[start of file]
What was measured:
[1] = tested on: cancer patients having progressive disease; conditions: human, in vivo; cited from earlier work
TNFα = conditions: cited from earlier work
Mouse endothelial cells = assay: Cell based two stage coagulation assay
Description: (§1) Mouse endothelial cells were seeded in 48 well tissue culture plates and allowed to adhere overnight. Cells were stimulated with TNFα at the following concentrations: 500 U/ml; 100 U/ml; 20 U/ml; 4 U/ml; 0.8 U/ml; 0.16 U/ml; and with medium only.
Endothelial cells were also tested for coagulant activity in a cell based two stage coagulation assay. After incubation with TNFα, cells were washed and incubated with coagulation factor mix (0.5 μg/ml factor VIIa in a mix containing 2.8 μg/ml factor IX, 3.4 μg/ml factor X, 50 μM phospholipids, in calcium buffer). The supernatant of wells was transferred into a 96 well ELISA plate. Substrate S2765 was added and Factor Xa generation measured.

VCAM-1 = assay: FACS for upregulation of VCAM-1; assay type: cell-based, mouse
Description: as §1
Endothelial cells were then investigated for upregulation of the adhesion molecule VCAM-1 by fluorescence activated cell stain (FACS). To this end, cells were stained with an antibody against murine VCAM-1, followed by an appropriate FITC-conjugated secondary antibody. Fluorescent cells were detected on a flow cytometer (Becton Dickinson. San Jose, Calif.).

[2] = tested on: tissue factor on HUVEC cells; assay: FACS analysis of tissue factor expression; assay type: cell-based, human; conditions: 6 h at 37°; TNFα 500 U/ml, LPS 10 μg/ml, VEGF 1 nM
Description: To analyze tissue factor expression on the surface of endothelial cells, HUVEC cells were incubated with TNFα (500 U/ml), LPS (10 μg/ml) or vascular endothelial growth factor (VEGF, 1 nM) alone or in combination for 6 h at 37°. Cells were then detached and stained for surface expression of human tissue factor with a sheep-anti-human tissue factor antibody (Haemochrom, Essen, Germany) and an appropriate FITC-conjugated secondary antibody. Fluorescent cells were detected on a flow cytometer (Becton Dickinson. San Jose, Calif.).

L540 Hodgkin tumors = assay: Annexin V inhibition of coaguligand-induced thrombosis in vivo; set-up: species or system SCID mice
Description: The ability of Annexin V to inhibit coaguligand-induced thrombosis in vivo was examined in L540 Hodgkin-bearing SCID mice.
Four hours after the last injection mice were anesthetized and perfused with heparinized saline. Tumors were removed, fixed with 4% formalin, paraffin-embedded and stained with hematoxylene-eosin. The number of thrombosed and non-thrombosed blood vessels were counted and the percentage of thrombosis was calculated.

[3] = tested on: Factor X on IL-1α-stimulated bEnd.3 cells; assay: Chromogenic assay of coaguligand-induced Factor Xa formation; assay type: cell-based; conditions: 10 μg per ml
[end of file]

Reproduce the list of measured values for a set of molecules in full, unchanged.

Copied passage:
What was measured:
[1] = tested on: cancer patients having progressive disease; conditions: human, in vivo; cited from earlier work
TNFα = conditions: cited from earlier work
Mouse endothelial cells = assay: Cell based two stage coagulation assay
Description: (§1) Mouse endothelial cells were seeded in 48 well tissue culture plates and allowed to adhere overnight. Cells were stimulated with TNFα at the following concentrations: 500 U/ml; 100 U/ml; 20 U/ml; 4 U/ml; 0.8 U/ml; 0.16 U/ml; and with medium only.
Endothelial cells were also tested for coagulant activity in a cell based two stage coagulation assay. After incubation with TNFα, cells were washed and incubated with coagulation factor mix (0.5 μg/ml factor VIIa in a mix containing 2.8 μg/ml factor IX, 3.4 μg/ml factor X, 50 μM phospholipids, in calcium buffer). The supernatant of wells was transferred into a 96 well ELISA plate. Substrate S2765 was added and Factor Xa generation measured.

VCAM-1 = assay: FACS for upregulation of VCAM-1; assay type: cell-based, mouse
Description: as §1
Endothelial cells were then investigated for upregulation of the adhesion molecule VCAM-1 by fluorescence activated cell stain (FACS). To this end, cells were stained with an antibody against murine VCAM-1, followed by an appropriate FITC-conjugated secondary antibody. Fluorescent cells were detected on a flow cytometer (Becton Dickinson. San Jose, Calif.).

[2] = tested on: tissue factor on HUVEC cells; assay: FACS analysis of tissue factor expression; assay type: cell-based, human; conditions: 6 h at 37°; TNFα 500 U/ml, LPS 10 μg/ml, VEGF 1 nM
Description: To analyze tissue factor expression on the surface of endothelial cells, HUVEC cells were incubated with TNFα (500 U/ml), LPS (10 μg/ml) or vascular endothelial growth factor (VEGF, 1 nM) alone or in combination for 6 h at 37°. Cells were then detached and stained for surface expression of human tissue factor with a sheep-anti-human tissue factor antibody (Haemochrom, Essen, Germany) and an appropriate FITC-conjugated secondary antibody. Fluorescent cells were detected on a flow cytometer (Becton Dickinson. San Jose, Calif.).

L540 Hodgkin tumors = assay: Annexin V inhibition of coaguligand-induced thrombosis in vivo; set-up: species or system SCID mice
Description: The ability of Annexin V to inhibit coaguligand-induced thrombosis in vivo was examined in L540 Hodgkin-bearing SCID mice.
Four hours after the last injection mice were anesthetized and perfused with heparinized saline. Tumors were removed, fixed with 4% formalin, paraffin-embedded and stained with hematoxylene-eosin. The number of thrombosed and non-thrombosed blood vessels were counted and the percentage of thrombosis was calculated.

[3] = tested on: Factor X on IL-1α-stimulated bEnd.3 cells; assay: Chromogenic assay of coaguligand-induced Factor Xa formation; assay type: cell-based; conditions: 10 μg per ml